After all will it still be needed to run just four tph between Angel Road and Stratford, when there could be upwards of 10-15 tph on Crossrail 2 and other services between Tottenham Hale and Stratford?
Something is needed immediately to serve Angel Road station and the massive Meridian Water development, which will result in the renaming of Angel Road station to Meridian Water,
The timings from Tottenham Hale are currently as follows.
- Stratford – 14 minutes
- Lea Bridge – 4 minutes
- Northumberland Park – 2 ,minutes
- |Angel Road – 4 minutes
Modern Railways states STAR will use a third track between Stratford and Angel Road. So if it was designed to be straight and flat and if it is running new Aventra trains from either London Overground or Greater Anglia with a fast stop capability, I wonder if timings could be achieved, which would enable just two trains to run the required service.
But I also suspect that STAR would provide a valuable service to link Meridian Water to Tottenham Hale and Stratford stations, even after Crossrail 2 opens.
STAR At Tottenham Hale
This picture shows the available space at Tottenham Hale station, which doesn’t appear to be enough for two lines.
Note the newly-installed cable ducts.
Modern Railways states STAR will use a third track between Stratford and Angel Road. A single track would certainly fit through here.
Suppose the current platform 1 on the left, was made an island platform for the existing London-bound line and the track for STAR going along the route that now almost looks like freshly-mowed grass.
- The new platform could be Platform 0
- STAR would be worked in a bi-directional manner, always calling at Platform 0
- When Tottenham Hale station is re-built in the near future, Platform 0 will have full step-free access to the Victoria Line, courtesy of Platform 1.
- It would have cross-platform access to Liverpool Street services on Platform 1.
- Moving some Stansted or Cambridge service from Liverpool Street to Stratford might be operationally worthwhile after Crossrail opens.
Platform usage at Tottenham Hale would be as follows.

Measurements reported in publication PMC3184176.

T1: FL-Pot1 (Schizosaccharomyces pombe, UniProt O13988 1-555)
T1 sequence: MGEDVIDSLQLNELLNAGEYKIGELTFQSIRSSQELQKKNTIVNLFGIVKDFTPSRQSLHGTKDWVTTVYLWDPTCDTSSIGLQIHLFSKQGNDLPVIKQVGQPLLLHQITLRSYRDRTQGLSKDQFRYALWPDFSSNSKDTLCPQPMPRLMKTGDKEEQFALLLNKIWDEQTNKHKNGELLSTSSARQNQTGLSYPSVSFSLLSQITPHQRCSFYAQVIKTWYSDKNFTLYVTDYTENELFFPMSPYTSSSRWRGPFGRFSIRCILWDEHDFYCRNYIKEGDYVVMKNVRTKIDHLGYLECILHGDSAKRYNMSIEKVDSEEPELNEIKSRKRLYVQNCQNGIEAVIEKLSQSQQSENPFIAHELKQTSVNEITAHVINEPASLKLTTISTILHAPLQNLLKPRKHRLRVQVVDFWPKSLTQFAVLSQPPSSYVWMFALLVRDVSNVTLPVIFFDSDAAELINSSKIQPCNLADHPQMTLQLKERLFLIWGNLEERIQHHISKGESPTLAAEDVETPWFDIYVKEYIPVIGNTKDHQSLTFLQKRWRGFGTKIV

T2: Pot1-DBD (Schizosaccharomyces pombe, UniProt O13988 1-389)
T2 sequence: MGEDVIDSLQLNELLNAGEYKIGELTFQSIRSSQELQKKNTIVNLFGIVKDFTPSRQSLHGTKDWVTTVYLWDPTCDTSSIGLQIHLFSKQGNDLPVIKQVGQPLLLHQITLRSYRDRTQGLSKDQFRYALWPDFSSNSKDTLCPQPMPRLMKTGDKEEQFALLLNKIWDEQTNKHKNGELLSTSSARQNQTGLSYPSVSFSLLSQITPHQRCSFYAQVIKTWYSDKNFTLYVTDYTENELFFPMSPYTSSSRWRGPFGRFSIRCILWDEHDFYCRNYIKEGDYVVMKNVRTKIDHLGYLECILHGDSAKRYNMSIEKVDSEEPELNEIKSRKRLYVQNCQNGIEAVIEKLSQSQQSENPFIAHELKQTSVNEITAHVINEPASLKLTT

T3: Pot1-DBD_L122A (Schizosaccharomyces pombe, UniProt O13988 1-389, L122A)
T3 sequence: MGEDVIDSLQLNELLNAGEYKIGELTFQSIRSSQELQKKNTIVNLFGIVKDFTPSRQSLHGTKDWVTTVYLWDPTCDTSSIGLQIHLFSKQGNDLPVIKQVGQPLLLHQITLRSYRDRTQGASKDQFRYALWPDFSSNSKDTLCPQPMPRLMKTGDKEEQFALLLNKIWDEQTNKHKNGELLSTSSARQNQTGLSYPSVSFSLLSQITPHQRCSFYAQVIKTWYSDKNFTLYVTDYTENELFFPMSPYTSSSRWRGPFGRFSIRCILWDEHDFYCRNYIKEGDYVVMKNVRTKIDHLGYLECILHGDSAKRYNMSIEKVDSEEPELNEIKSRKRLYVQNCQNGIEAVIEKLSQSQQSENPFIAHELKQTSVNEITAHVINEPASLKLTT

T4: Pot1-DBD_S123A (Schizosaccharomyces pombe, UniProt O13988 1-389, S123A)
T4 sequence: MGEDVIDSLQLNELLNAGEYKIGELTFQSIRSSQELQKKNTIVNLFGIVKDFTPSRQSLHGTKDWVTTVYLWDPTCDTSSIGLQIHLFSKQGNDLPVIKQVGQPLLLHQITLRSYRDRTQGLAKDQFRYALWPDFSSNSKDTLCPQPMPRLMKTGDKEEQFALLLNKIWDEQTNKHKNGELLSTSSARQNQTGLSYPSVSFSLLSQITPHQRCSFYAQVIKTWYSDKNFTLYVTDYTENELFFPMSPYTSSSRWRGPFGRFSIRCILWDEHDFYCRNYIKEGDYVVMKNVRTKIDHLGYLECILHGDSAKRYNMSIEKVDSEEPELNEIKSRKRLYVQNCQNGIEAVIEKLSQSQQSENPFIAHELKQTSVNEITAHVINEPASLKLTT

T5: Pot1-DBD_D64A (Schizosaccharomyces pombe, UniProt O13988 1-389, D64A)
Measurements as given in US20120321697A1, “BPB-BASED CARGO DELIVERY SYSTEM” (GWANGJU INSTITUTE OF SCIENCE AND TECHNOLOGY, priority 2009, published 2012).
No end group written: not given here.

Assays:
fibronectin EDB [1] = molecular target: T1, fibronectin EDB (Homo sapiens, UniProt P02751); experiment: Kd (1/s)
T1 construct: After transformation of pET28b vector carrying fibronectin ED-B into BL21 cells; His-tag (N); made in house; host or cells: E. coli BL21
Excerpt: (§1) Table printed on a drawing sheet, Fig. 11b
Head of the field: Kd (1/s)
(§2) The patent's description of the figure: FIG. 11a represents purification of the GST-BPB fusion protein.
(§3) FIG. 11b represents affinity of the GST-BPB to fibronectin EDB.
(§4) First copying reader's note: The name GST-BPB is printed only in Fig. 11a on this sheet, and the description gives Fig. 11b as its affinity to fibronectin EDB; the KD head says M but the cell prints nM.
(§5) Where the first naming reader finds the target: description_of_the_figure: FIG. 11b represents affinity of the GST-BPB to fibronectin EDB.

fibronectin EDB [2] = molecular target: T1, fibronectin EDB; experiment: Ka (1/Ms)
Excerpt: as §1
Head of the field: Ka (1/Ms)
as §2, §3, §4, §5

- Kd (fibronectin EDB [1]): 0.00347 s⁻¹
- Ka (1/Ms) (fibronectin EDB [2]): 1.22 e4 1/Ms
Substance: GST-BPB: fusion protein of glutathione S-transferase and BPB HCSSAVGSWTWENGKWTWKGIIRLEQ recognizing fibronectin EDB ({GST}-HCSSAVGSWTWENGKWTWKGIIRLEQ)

- 0 – All STAR services.
- 1 – Services to Liverpool Street
- 2 – Northbound services except STAR.
That would be very logical for passengers and not the most complicated of construction projects.
STAR At Angel Road
If the third track continued to Angel Road station as seems to be proposed, then a single bay platform could handle the four tph.
Space would have to be left for the two future new lines that will be installed, when the full West Anglia four-tracking takes place.
The STAR track could be close to the current West Anglia Up Line, as it will be at Tottenham Hale with the two new lines on the Eastern side of the station.
If the STAR track was on the outside, there would have to be a flat junction, where the STAR track crossed the two extra lines.
Until Crossrail 2 is built, I also suspect that STAR could be only service calling at Angel Road.
So there will be a lot of flexibility on how the station is built.
STAR At Northumberland Park
This picture shows the current works at Northumberland Park station.
This picture was taken from the footbridge in the station.
Could the current platform 1 at the station be converted into an island platform between the current West Anglia Up Line and a STAR track between the West Anglia Main Line and the Northumberland Park Depot for the Victoria Line?
I suspect the answer is in the affirmative.
There might even be space for more lines through the area, when the West Anglia Main Line is four-tracked.
STAR At Lea Bridge Station
Lea Bridge station is a recently-opened station on the Temple Mills Branch between Tottenham Hale and Stratford and I doubt there is sufficient space for a separate track for STAR with its own platform through the station.
This picture is from A Look At Lea Bridge Station, which shows the station in detail.
The STAR track would have to go through here and would probably mean substantial rebuilding of a brand-new station.
So all services to Stratford will call at Platform 1 and all services from Stratford will call at Platform 2.
- Southbound STAR, Chingford Branch Line and other services to Stratford will merge before Lea Bridge station to pass through Platform 1.
- Northbound STAR and Chingford Branch Line services will pass through Platform 2 and then cross over the Temple Mills Branch Up Line to the bi-directional STAR track alongside the main lines to Tottenham Hale.
- Northbound Chingford Branch Line services will take the Hall Farm Curve to get to St. James station and the Chingford Branch Line.